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When shopping at a supermarket or a farmers market, how can I tell which jalapeños to take home? I want them hot and ready rock that very day. Do they get hotter off the vine? Is a ripe jalapeño a hot jalapeño? Does shape affect hotness (or the other way around)?

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I'm interested in this too. There's such a wide variation in the capsaicin levels of jalapenos. I'd be surprised if there was a way to tell externally though... –  Jergstar Aug 17 '12 at 0:11
    
There isn't... but since you can't prove a negative, there isn't really a source to back that up. –  sarge_smith Aug 17 '12 at 3:02
    
The BIG ones are likely some variant on the TAM Mild Jalapeño en.wikipedia.org/wiki/TAM_Mild_Jalape%C3%B1o They are NOT very hot. –  Wayfaring Stranger Aug 17 '12 at 14:38
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2 Answers

The primary conditions affecting hotness (capsaicin production) are genetic and environmental. Stressed plants generally produce more capsaicin than non-stressed plants, all other things being equal. This is why some weeks you'll go the the grocery and get jalapenos that are quite mild, and other weeks some peppers that look identical will rip your face off. The difference is probably that they were grown in different regions of the country and under different conditions.

What I usually do is buy more peppers than I immediately need. Then, if they're not particularly spicy, I can add more, and if they're "good" ones, then I'll know approximately how hot the remaining peppers are, and can make other dishes with them.

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Except that when I buy them at the grocery store, I can get mild and hot peppers all at the same time. So if you want that consistancy of growing conditions, it's better to buy at a farmer's market where peppers are all from one source, instead of a grocery where they are from who knows where. –  thursdaysgeek Aug 20 '12 at 20:23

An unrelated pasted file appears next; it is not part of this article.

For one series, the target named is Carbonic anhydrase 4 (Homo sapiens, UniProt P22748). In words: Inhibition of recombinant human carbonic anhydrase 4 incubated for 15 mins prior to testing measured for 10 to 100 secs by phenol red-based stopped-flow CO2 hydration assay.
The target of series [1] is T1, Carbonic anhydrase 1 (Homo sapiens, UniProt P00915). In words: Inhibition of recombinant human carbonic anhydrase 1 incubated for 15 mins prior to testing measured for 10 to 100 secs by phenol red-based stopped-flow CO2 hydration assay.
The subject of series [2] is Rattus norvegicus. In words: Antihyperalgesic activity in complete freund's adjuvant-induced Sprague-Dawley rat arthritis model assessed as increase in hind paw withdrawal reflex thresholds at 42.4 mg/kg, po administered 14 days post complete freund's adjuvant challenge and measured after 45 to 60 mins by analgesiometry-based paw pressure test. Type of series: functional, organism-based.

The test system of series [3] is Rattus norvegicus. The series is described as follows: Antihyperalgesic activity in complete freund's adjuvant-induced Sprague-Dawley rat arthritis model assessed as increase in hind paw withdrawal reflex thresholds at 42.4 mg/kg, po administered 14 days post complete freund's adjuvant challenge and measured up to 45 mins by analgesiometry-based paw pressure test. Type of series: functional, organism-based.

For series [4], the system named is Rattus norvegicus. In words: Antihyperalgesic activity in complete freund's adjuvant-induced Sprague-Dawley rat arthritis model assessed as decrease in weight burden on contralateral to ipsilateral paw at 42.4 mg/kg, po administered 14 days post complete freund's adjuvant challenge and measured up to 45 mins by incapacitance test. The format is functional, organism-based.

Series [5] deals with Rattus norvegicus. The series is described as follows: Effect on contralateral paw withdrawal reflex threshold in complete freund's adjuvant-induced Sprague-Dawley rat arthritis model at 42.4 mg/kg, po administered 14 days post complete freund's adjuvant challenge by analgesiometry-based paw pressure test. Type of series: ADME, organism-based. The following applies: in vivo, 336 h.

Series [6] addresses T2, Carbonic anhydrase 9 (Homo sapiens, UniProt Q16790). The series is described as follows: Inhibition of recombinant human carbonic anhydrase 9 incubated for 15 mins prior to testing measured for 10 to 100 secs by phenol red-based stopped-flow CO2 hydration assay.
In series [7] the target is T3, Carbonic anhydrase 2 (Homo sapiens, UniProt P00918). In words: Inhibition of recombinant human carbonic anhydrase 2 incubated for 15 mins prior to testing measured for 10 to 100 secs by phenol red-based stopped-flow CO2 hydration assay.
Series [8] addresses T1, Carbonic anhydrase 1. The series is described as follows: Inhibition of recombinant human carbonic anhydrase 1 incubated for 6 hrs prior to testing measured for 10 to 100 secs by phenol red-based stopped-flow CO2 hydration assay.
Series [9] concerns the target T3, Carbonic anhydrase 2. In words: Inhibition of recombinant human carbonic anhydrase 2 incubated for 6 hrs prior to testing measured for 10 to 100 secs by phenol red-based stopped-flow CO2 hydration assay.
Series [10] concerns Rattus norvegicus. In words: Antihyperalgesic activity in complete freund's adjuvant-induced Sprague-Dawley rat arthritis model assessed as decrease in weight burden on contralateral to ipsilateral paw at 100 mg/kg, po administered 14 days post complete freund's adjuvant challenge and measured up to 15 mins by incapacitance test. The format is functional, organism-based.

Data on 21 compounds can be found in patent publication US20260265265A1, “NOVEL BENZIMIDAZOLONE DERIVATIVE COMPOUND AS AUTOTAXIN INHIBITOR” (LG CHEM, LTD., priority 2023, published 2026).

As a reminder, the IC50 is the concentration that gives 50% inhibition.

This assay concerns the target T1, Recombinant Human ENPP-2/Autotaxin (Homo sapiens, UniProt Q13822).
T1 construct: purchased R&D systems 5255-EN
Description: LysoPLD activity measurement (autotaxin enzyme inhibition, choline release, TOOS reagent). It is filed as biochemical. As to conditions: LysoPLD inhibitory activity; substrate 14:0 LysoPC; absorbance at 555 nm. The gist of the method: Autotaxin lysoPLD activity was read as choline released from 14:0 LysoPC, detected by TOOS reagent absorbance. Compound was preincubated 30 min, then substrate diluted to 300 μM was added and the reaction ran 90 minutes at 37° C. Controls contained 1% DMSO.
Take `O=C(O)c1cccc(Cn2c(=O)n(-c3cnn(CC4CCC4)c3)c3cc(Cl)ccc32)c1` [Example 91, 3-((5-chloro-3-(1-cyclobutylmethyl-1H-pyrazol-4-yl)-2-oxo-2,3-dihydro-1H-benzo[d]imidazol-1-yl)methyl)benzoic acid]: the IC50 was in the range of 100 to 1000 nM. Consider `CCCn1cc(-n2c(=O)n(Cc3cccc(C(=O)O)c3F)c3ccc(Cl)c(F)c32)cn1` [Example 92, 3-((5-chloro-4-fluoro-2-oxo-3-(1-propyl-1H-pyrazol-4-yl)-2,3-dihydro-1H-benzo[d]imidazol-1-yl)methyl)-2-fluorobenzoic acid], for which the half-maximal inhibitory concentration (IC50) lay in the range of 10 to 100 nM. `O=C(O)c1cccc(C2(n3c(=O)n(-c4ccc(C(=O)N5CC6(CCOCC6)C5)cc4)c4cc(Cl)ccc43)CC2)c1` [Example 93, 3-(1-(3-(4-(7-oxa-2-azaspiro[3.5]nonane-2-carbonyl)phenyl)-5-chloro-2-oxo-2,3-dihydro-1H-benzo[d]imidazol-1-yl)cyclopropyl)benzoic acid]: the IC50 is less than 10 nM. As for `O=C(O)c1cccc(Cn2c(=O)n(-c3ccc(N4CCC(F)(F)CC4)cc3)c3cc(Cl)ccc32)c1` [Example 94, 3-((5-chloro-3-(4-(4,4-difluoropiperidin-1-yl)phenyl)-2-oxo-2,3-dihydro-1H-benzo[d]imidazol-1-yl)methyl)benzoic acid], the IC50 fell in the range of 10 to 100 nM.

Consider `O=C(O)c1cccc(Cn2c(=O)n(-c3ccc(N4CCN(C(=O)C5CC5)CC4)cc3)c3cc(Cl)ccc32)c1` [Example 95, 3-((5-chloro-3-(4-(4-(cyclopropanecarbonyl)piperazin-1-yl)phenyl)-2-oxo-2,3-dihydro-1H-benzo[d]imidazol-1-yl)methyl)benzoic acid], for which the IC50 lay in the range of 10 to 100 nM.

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First, Jalapenos do not ripen once picked. No pepper does.

Red jalapenos are actually ripe and have more flavor, although they are not, in my experience, any hotter than the standard green, slightly-less-than-ripe, jalapenos.

There is no relationship between shape and capsaicin content that I know of. So, mostly you're just trying to get jalapenos which are as freshly-picked as possible: no bruised spots, no spots or mold, stems not shriveled, etc.

Also, note that the seeds and membrane inside the jalapeno contain most of its capsaicin, so if you're looking for hot, do not remove those.

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Seeds do not contain capsaicin only the membrane, but usually lots of the membrane is removed together with the seeds, so the confusion. And from my experience chilli peppers will ripen a bit after being picket, at least they may get some red colour. But I would not rely on that. Green peppers are often even better (crispy!). :) –  Jacek Konieczny Aug 17 '12 at 10:56
    
@Jacek Konieczny all parts of the pepper contain capsaicin, in many varieties there is a higher concentration in the membrane and sometimes also on the seeds –  TFD Aug 17 '12 at 11:01
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@TFD: from the study published here: publikace.k.utb.cz/handle/10563/1001918 (first one found): „In general, the highest capsaicin concentrations are found in the ovary and in the lower flesh and the lowest capsaicin content can be found in seeds. These results are in a good agreement with the common knowledge of pepper consumers regarding the pungency of different parts of pepper fruit.” – so I guess the capsaicin content in seeds may be negligible… though, it is hard to clean the seed of the particles from the hottest parts of the fruit. –  Jacek Konieczny Aug 17 '12 at 11:09
    
@FuzzyChef: this answer to a question I asked a while back says that jalapenos Do ripen off the vine. –  Cos Callis Aug 17 '12 at 12:04
    
Downvoted due to a few factual inaccuracies in here ie. ripening off the vine & capsaicin content in seeds. –  SamtheBrand Aug 17 '12 at 14:24
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